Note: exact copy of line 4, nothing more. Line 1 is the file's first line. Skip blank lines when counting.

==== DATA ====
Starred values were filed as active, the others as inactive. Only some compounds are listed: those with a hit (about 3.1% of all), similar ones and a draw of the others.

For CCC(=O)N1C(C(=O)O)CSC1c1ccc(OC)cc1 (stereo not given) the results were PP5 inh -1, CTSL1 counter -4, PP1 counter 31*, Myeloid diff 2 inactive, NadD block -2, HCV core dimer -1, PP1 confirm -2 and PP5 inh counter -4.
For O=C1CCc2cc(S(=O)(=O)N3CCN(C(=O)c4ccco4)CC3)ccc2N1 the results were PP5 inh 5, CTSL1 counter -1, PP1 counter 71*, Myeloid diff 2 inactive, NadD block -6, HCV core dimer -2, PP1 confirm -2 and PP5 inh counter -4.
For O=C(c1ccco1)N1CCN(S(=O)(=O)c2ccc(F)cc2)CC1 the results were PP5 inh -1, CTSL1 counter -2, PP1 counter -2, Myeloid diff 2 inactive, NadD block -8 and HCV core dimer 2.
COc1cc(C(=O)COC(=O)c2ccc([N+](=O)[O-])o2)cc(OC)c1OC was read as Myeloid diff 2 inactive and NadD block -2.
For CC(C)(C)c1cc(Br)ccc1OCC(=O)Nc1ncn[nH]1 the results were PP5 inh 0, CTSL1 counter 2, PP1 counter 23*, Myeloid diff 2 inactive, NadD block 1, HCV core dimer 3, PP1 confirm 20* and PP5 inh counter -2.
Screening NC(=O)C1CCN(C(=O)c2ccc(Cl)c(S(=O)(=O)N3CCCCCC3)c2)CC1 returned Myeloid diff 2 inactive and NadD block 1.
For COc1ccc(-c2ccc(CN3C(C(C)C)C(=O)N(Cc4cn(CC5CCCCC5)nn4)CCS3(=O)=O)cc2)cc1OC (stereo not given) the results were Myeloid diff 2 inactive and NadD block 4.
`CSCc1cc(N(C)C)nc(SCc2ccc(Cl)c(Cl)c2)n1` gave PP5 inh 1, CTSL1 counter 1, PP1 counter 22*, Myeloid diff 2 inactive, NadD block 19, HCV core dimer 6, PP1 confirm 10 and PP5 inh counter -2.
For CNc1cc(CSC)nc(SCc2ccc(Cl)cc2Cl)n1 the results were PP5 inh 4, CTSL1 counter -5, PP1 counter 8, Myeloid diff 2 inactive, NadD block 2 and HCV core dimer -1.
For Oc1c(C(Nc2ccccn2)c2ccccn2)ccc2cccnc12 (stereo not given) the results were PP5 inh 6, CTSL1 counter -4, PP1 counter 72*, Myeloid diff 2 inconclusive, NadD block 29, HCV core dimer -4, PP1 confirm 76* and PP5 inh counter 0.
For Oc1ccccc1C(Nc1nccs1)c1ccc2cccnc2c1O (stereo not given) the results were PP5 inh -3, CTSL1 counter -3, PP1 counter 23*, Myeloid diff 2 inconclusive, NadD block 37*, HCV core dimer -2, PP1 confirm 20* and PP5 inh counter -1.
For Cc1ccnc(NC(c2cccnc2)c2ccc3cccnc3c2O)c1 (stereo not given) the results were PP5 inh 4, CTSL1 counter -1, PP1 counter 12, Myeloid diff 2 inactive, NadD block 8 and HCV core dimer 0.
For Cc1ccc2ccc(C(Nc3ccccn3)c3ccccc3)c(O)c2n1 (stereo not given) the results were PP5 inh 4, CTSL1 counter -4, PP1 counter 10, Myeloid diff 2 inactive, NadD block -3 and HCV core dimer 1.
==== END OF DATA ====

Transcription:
For O=C(c1ccco1)N1CCN(S(=O)(=O)c2ccc(F)cc2)CC1 the results were PP5 inh -1, CTSL1 counter -2, PP1 counter -2, Myeloid diff 2 inactive, NadD block -8 and HCV core dimer 2.